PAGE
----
Realogy Stock Looks Cheap as Housing Booms
By Shaina Mishkin
Updated May 17, 2021
Whether it’s lumber, appliances, or home-builder stocks, housing plays have been red-hot. But there’s an odd exception to the broader housing rally: Shares of the country’s largest real estate brokerage remain cheap.
Realogy Holdings (ticker: RLGY), owner of familiar brands like Century 21, Coldwell Banker, and Corcoran, has rebounded from pandemic lows but still trades at just a third of its all-time high. Realogy also operates a mortgage business that originates purchases and refinances home loans. The stock could be the one bargain left for investors in search of exposure to the housing boom.
As the spring home-buying season heats up, Realogy’s 327,500 affiliated agents are in high demand. Their commissions generate the bulk of Realogy’s revenue, which jumped 32% in the first quarter to $1.5 billion. Realogy’s agents represented buyers or sellers in an estimated 16% of all U.S. home sales over the past 12 months.
Despite the favorable backdrop, Realogy trades at just 6.3 times earnings estimates for the next 12 months, less than half its five-year average. That’s cheaper than Re/Max Holdings (RMAX), a smaller real estate franchise holding company that fetches 15.6 times forward earnings. And it’s significantly less expensive than more tech-forward residential housing play Zillow Group (Z), which changes hands at 87 times estimated earnings.
Residential real estate services company
Headquarters: Madison, N.J.
Recent Price: $17.21
YTD Change: 31.1%
2021E Sales (bil): $7.5
2021E Ebitda* (mil): $864
2021E EPS: $2.96
2021E P/E: 5.8
Market Value (bil): $2.0
E=estimate. *Earnings before interest, taxes, depreciation, and amortization
Realogy sales are forecast to rise 20% this year, to $7.5 billion, with earnings per share of $2.96, compared with a loss of $3.13 last year because of the Covid downturn.
Realogy is well aware of its perception as the legacy player in the fast-changing brokerage field. “Convincing people that a longtime market leader is actually leading the transformation of an industry is a very difficult thing,” Realogy CEO Ryan Schneider says.
The company is making progress, however, through investments in its digital title business, productivity tools for agents, and RealSure, its answer to home-flipping platforms for what’s become known as iBuying.
Nevertheless, Wall Street remains lukewarm on Realogy. Of the six analysts who cover the stock, just two rate it Buy or an equivalent, according to FactSet. The lack of enthusiasm could be an opportunity for investors, especially if the housing market stays hot.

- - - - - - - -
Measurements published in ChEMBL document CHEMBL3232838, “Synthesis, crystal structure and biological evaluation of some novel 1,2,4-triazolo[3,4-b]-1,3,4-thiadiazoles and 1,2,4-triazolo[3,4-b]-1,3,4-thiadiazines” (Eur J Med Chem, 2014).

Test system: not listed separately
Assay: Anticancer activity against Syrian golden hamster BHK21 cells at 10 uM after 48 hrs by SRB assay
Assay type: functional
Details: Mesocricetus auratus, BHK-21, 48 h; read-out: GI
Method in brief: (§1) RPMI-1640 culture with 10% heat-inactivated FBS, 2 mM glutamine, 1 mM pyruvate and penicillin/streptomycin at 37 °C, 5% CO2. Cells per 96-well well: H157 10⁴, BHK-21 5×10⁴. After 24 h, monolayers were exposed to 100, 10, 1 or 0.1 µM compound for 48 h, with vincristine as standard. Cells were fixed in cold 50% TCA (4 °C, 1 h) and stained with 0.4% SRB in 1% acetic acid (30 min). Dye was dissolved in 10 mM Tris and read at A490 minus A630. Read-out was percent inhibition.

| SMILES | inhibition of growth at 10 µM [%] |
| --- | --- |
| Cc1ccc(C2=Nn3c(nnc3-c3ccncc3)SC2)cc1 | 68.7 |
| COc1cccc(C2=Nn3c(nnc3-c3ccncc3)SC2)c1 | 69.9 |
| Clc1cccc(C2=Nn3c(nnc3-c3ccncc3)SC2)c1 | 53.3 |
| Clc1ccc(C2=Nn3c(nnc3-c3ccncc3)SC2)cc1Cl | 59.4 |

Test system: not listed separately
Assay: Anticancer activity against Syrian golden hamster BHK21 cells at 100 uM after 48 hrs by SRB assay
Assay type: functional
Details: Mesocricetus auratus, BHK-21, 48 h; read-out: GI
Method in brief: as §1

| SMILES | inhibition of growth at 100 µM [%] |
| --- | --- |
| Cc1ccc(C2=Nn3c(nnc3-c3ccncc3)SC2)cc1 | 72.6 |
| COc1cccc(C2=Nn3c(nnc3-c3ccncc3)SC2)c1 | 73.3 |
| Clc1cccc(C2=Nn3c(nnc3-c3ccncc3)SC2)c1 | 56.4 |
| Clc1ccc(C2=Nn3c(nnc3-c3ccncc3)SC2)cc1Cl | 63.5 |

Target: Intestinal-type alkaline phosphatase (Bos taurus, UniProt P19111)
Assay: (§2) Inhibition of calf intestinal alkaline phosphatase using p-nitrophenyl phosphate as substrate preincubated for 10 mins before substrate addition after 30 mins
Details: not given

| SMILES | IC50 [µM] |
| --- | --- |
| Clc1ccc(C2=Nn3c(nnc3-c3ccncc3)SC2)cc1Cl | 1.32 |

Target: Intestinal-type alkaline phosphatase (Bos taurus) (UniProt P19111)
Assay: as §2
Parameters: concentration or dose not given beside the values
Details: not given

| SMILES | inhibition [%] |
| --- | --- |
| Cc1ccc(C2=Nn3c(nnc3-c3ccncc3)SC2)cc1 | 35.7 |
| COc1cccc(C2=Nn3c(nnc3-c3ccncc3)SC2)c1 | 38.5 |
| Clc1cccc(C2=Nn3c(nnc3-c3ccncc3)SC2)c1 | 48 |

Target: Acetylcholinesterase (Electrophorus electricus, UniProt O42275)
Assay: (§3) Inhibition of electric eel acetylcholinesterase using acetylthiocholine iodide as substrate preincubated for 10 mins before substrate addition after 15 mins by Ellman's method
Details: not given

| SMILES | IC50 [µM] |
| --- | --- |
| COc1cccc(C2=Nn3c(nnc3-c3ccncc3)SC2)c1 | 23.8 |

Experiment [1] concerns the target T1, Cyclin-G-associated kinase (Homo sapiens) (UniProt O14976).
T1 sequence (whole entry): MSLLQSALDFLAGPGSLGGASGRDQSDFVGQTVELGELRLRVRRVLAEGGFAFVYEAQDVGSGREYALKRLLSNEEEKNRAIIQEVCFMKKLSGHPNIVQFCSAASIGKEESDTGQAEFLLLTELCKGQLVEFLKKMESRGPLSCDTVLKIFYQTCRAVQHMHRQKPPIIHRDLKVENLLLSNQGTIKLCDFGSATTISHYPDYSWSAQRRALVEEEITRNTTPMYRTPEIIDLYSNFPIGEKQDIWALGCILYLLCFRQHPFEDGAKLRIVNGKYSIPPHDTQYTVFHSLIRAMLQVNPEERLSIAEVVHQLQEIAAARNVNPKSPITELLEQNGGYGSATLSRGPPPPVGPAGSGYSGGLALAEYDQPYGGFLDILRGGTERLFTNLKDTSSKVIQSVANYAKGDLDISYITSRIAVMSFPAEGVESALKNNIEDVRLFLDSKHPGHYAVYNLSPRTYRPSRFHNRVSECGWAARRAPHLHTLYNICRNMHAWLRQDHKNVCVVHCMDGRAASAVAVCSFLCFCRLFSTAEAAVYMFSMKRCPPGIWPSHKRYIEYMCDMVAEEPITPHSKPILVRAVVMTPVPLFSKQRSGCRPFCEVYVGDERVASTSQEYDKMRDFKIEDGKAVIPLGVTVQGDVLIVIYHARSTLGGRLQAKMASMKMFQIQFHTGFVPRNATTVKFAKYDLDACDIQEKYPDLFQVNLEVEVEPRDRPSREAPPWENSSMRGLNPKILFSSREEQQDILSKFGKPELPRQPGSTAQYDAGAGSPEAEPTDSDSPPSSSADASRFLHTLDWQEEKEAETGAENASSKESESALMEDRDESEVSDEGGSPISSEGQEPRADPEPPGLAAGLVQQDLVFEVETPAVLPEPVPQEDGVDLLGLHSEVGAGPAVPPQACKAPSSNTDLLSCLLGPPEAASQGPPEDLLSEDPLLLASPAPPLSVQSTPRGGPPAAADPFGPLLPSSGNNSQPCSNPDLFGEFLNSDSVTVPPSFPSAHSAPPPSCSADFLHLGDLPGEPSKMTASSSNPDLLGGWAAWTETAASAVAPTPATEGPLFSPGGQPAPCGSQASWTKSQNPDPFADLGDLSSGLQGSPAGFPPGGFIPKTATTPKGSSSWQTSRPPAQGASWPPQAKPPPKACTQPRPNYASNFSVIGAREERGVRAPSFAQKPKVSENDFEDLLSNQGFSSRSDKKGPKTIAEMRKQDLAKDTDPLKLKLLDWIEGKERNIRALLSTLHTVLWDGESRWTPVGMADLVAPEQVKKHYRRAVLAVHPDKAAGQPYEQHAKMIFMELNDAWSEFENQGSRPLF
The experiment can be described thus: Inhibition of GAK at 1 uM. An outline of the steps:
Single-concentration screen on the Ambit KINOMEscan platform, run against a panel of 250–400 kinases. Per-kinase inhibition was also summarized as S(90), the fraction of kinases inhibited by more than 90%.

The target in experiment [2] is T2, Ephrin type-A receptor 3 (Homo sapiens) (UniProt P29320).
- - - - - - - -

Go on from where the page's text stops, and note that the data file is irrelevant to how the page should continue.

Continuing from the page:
“There are very few ways to directly benefit from home prices going up,” says Evercore’s Stephen Kim, the Street’s most bullish Realogy analyst. He has a Buy rating, with a price target of $29, or 68% above the stock’s recent close of $17.21.
Schneider says Realogy’s long history and nationwide footprint still provide a competitive advantage—but its long tenure is a double-edged sword. “Everybody just finds it easier to look at the new companies,” he says.
One reason is Realogy’s high debt load, driven by a long history of mergers, licensing agreements, spinoffs, and acquisitions, dating back to 1995. Realogy went public in 2012, with more than $7.5 billion in debt.
Now, the company is prioritizing debt paydown, says Charlotte Simonelli, Realogy’s chief financial officer, who joined the company in 2019. Debt has gradually fallen, to $3.9 billion at the end of the first quarter.
Realogy’s dependence on commissions has weighed on investor sentiment at a time when Zillow and newly public Compass (COMP) and Opendoor Technologies (OPEN) are pushing to disrupt the residential brokerage world. Compass is aggressively courting agents, while Opendoor and Zillow are building iBuyer models that buy and sell homes directly, cutting traditional agents out of the process.
Despite the growth of iBuyers, most home purchases involve a real estate agent. A recent National Association of Realtors survey finds that 88% of buyers used one to purchase a home—including 91% of buyers 30 and under.
Get a sneak preview of the top stories from the weekend's Barron's magazine. Friday evenings ET.
Realogy skeptics point to the rising cost of agents. Competition, especially from Compass, is pushing Realogy to offer more generous commission splits. Simonelli says that renegotiating agents’ split of a home-sale profit is a cost of doing business. “We’re still growing margins, and the numbers speak for themselves,” she adds.
Realogy’s higher-end home sales should provide insulation from further disruption. The sale of homes priced at $1 million or above grew by more than 100% in March versus a year ago, according to the National Association of Realtors. Unlike other categories, the $1-million-plus home market has been spared a supply crunch—and it’s a sweet spot for several Realogy brands. “Our luxury success is a big part of our market-share gains across our Sotheby’s International Realty brand, our Corcoran brand, and our Coldwell Banker brand,” CEO Schneider says.
The average home sale represented by a Realogy brokerage agent was $608,960 in the first quarter—well above the national average. And the company’s luxury-market share could keep growing as home buying picks up in New York City, in particular, where Realogy describes itself as a market leader.
“New York City had the roughest ride through Covid, from a real estate standpoint,” Schneider says. “We believe in New York City, and we can now see it in the numbers,” he says.
Now investors just need to believe in Realogy’s stock.